Now that we are knee-deep in the middle of term, it’s likely that you’ll have already received the results from your January essays and exams. Whether you’re pleased or not, and no matter what degree discipline you take, chances are that either your feedback or your mark scheme will mention the words ‘critical analysis’. Critical analysis, or critical writing, is a vital part of any degree, particularly Law, that students will need to understand in order to succeed. However, this is something that students often find difficult to grasp and, as a result, they are often disheartened to see that their work is marked as ‘too descriptive.’ So, what is critical analysis? Why do we need it and how can we incorporate it into our essays in order to get those elusive top marks? This article aims to shed some light on the topic and help those of you who are struggling to prevent yourself being disheartened the next time results day comes around!
Critical thinking has been quoted as ‘a form of intelligent criticism which helps people to reach independent and justifiable conclusions about their experiences' [Moran, A.P. (1997) Managing Your Own Learning at University. University College, Dublin]. While this definition is helpful, it doesn’t go very far to tell us what we actually need to be doing and how we need to be doing it. Essays and exams are often marked for a number of things, including an all-round understanding of the subject and the ways in which students analyse the question, which is where the all important critical analysis comes in. While essays can often be marked down for being ‘too descriptive’ and ‘lacking analysis’, it is difficult to know where this critical analysis comes from.
So what is the difference between description and critical analysis? When writing essays, we often tend to focus on getting across all of our knowledge on the particular subject on paper as quickly as possible in order to prove that we’ve been revising – but this isn’t necessarily the best approach to show that you really understand the topic discussed. While the descriptive element of exams and essays are vital in order to give a summary of events or describe the relevant law around an area, for example, in order to really demonstrate your knowledge you need to go further than just description and show that you know more. You need to show that you know the positives and negatives and the academic debate that surrounds the topic. Critical writing requires students to demonstrate that they are confident in their own opinion of a topic and have a well-thought out debate including evidence to back it up. Critical writing requires us to develop our own academic voice and opinions, whilst engaging with the material that we have.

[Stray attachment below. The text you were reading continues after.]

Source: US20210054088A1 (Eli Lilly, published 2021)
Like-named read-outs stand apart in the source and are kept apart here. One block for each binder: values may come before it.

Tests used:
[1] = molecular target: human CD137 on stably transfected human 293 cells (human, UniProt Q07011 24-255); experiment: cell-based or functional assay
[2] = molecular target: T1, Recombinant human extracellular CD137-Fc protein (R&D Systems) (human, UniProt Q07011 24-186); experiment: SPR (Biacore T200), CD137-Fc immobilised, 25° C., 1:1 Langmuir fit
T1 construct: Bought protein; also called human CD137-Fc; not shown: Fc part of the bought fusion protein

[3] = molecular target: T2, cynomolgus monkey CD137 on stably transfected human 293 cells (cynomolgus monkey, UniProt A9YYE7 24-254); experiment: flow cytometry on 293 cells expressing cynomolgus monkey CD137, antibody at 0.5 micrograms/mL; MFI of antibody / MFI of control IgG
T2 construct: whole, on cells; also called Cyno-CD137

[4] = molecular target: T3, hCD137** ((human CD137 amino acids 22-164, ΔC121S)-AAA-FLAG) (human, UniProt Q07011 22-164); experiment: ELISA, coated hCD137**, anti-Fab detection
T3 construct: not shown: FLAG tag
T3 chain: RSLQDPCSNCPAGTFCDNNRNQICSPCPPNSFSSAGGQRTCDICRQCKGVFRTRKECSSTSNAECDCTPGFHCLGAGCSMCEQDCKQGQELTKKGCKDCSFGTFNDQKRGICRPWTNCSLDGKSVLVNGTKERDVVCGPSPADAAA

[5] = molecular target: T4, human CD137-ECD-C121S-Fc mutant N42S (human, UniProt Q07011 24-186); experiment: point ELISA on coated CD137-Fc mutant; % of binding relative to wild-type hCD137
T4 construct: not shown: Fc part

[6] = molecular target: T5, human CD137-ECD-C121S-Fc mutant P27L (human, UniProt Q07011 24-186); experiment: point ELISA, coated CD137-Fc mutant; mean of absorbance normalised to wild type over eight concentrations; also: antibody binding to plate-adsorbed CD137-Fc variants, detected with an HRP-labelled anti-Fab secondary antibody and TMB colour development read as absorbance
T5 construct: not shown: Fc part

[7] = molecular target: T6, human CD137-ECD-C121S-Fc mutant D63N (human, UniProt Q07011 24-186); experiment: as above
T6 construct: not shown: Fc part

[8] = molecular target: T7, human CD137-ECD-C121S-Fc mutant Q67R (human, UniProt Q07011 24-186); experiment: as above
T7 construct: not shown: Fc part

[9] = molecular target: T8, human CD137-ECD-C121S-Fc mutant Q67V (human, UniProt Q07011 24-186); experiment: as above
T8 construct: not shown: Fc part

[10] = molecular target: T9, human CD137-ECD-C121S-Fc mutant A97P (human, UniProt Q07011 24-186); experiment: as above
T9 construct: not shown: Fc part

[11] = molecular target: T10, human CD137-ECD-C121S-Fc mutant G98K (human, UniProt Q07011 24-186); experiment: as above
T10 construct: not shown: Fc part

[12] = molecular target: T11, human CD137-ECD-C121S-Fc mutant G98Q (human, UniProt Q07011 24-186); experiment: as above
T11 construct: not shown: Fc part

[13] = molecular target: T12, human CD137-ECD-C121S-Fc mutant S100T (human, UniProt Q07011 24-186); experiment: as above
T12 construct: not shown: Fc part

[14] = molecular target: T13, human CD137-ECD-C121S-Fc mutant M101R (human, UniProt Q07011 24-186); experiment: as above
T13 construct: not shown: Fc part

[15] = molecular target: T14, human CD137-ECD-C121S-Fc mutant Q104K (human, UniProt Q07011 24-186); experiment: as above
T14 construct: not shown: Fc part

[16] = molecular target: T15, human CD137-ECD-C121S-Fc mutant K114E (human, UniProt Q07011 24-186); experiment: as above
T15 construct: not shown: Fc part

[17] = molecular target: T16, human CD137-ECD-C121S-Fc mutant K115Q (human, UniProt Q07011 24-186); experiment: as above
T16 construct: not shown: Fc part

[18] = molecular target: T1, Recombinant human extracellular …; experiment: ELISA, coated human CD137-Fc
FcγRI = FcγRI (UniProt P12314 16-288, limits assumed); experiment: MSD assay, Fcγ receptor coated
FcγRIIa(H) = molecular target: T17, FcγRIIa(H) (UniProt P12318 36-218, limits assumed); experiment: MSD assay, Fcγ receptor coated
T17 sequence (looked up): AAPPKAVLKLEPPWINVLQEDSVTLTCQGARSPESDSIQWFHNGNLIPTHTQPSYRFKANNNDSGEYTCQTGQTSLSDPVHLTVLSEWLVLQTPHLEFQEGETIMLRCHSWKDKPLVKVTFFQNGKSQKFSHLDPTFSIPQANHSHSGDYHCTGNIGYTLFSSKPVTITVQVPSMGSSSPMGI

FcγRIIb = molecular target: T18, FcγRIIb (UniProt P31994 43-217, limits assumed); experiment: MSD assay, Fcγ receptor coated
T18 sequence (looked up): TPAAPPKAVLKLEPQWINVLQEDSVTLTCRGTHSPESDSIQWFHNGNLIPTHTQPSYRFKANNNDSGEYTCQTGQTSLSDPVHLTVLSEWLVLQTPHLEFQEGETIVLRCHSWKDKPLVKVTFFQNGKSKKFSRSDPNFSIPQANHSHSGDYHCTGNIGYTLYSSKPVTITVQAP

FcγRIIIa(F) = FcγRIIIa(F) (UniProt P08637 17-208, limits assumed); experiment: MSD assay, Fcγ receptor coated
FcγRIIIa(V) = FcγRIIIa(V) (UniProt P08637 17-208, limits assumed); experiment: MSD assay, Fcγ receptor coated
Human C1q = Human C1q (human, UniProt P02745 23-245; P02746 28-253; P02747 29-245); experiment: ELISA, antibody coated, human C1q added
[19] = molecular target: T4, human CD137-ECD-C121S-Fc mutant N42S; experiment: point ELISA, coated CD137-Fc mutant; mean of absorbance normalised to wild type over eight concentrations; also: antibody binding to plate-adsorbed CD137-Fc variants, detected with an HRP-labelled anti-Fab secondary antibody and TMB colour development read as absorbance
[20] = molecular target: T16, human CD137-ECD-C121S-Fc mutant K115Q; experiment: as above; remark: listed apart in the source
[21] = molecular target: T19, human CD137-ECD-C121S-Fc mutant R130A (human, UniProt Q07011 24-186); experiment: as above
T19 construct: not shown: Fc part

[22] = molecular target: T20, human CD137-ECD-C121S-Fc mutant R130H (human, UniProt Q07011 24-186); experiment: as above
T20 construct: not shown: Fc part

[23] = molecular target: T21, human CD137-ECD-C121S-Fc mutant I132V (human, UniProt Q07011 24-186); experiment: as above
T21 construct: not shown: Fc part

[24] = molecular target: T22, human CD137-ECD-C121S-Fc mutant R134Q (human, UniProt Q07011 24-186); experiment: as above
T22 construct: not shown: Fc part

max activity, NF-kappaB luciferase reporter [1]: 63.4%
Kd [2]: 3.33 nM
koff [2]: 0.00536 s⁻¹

In order to do this there are a number of things you can include in your essays and exams. For law students, it is important to look around the law in essays and problems and seeing beyond what’s in front of you. This includes acknowledging and talking about any suggestion for reform of the law, and whether you agree with suggested reform and why. Equally, it’s important to include academic debate around a subject where the law may be unclear as critiquing what other authors have said and adding in your own opinion is a great way to include critical analysis. In order to effectively write critically, it’s important to fully understand what you’re writing about and what critiques there are around it, so independent reading outside of your reading lists is a must! Critical analysis is important as it allows students to develop their own academic mind and way of thinking, and allows them to fully analyse and understand all areas of the law as well as the practical application of it. Hopefully this article has shed some light on the subject and you now feel able to go forward and reach for those top marks in your next essays!